You’ve probably heard of compound interest but might not be sure how it works. You’ve been told that it’s important but may not know why. One of the smartest people that ever existed, Albert Einstein, once said “Compound interest is the eighth wonder of the world. He who understands it, earns it…he who doesn’t…pays it.”
Simply put, understanding compound interest makes your money grow quickly. That’s because you’re making money on-top-of the money you’ve already earned. All the wealthiest people I know understand compound interest.
As Einstein said, people who don’t understand it, either pay for it, or at the very least, don’t grow their wealth fast enough.
Understanding Compound Interest will help you grow your money faster. I’m going to show you the importance of understanding compound interest.
- What exactly is Compound Interest?
- How Compound Interest works
- How paying too much tax destroys your Compound Interest Growth (CIG)
- How the IRS uses Compound Interest against you
What is Compound Interest?
Compound Interest is interest that you make on both the principal you deposit and interest that has accumulated over time. That probably sounds like math gibberish to you, so simply:
Compound interest is interest you earn on Interest.
How does Compound Interest work?
Here’s an example: you have $1,000 of money to invest so you go to your bank and find out that you have the option to invest it in a CD (certificate of deposit). The bank offers pays you 6% interest for a year: the options are –
- simple interest (no compounding),
- interest compounded quarterly,
- interest compounded monthly, or
- interest compounded daily.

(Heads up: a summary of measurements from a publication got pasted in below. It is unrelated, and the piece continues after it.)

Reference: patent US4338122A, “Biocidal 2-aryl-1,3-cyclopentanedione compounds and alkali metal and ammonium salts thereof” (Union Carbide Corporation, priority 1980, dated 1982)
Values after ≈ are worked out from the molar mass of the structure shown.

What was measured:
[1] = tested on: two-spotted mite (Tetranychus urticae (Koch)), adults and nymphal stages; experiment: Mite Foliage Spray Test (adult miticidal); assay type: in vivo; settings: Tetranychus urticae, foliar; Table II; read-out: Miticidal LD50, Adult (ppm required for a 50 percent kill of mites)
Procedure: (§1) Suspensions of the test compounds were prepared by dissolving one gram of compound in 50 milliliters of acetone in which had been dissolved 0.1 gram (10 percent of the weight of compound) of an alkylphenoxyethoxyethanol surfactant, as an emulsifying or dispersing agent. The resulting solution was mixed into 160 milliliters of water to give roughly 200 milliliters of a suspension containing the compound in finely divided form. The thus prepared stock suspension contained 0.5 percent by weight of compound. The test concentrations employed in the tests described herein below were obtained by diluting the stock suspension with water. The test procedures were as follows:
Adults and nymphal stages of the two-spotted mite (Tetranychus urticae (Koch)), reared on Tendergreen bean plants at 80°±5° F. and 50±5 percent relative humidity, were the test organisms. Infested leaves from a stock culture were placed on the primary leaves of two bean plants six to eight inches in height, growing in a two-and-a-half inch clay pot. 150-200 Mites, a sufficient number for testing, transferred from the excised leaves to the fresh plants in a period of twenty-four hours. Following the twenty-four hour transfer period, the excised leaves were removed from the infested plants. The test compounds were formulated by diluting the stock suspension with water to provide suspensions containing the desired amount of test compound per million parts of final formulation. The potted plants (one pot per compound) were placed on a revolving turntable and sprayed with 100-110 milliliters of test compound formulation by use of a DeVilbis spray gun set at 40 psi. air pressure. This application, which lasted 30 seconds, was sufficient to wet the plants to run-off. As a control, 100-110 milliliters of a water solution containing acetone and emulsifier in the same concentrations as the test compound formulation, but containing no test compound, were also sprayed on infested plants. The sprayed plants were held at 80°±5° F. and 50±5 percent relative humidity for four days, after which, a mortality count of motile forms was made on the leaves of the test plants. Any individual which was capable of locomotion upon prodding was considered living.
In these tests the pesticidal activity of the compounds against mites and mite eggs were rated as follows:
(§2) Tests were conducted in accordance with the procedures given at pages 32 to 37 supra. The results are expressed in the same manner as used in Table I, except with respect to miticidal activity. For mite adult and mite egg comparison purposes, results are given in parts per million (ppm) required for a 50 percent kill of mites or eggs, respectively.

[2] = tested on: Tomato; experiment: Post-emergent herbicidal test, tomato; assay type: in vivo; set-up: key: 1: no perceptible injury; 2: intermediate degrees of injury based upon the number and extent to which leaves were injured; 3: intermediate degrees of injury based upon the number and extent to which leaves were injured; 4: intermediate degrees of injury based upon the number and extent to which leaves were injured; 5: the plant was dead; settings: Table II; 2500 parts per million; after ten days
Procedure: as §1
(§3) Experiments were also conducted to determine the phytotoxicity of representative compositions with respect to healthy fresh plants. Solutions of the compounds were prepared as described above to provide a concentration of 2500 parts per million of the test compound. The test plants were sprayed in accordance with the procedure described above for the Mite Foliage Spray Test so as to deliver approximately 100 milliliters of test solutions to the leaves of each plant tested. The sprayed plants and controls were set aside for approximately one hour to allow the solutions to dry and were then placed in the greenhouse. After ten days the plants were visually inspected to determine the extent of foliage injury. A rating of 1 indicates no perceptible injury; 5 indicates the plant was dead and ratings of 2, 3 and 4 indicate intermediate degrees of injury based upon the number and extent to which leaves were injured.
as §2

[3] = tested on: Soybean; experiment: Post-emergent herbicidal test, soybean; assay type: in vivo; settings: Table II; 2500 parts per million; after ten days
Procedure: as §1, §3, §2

Here’s a chart of the differences between the options listed above.
|Compounding||Interest Actually Earned|
|Interest 6% – no compounding||6%|
|Compounded Quarterly 6%||6.13636%|
|Compounded Monthly 6%||6.16778%|
|Compounded Daily 6%||6.18313%|
You’re probably saying to yourself, 6% vs 6.18313% isn’t really that big of a deal, is it? You’d be wrong.
It makes a monumental difference, over your lifetime! Warren Buffett is one of the greatest investors in the world, not because his average return is 22%, but because it’s 22% compounded over his lifetime.
“My wealth has come from a combination of living in America, some lucky genes, and compound interest.” -Warren Buffett.
Even though Compound Interest doesn’t make much of a difference in 1 year, over your lifetime it can cost you millions of dollars. Here’s an example.
A King, a Chessboard, and a Loss of Fortune
There is a famous parable about compound interest and a King that loved to play chess.
The story goes, the King offered to grant a wish to anybody in his kingdom that could beat him at chess. One day, an old wise sage had beaten the king and when asked what his wish was, the sage asked that the King grant him “one grain of rice on the first square of a chessboard. Then two grains on the next square, four grains on the following, eight grains on the one after that, and so on and so forth so that each square doubles the previous square for all 64 squares of the chess board.” The king, being perplexed (and not understanding compounding) agreed to the terms.
Here’s how it played out:
By understanding compound interest, the wise sage was able to bankrupt the kingdom (by compounding his wealth every new square.)
But what happens to your compound interest growth if you get taxed first?
How Paying Tax Destroys Compound Interest Growth
Let’s use the same example as above, but instead of doubling your money every time you go to the next square, every new dollar you receive gets taxed 25% first.
By the time you reach the 32nd square, 25% tax reduces your earnings from $2 Billion to $25 Million (which means 98% of your potential growth went to the taxman.) This is why the wealthy try to pay the least amount of tax possible!
I know most people will not create a billion-dollar company, so the difference in this example may seem like it doesn’t apply to you.
But for the average person, not understanding compound interest will make difference between a few hundred thousand and a few million when you retire – which will make a huge difference.
How the IRS uses Compound Interest Against You
When the IRS charges you interest for paying your taxes late, they make sure to charge you highest possible interest, which is interest compounded daily. At the time of this article, the IRS’ current interest rate is 8%, in reality it’s 8.32776% because of compounding (and in Canada, they just announced that their interest penalty is 10%+.)
Don’t Get Taxed by Your Taxes
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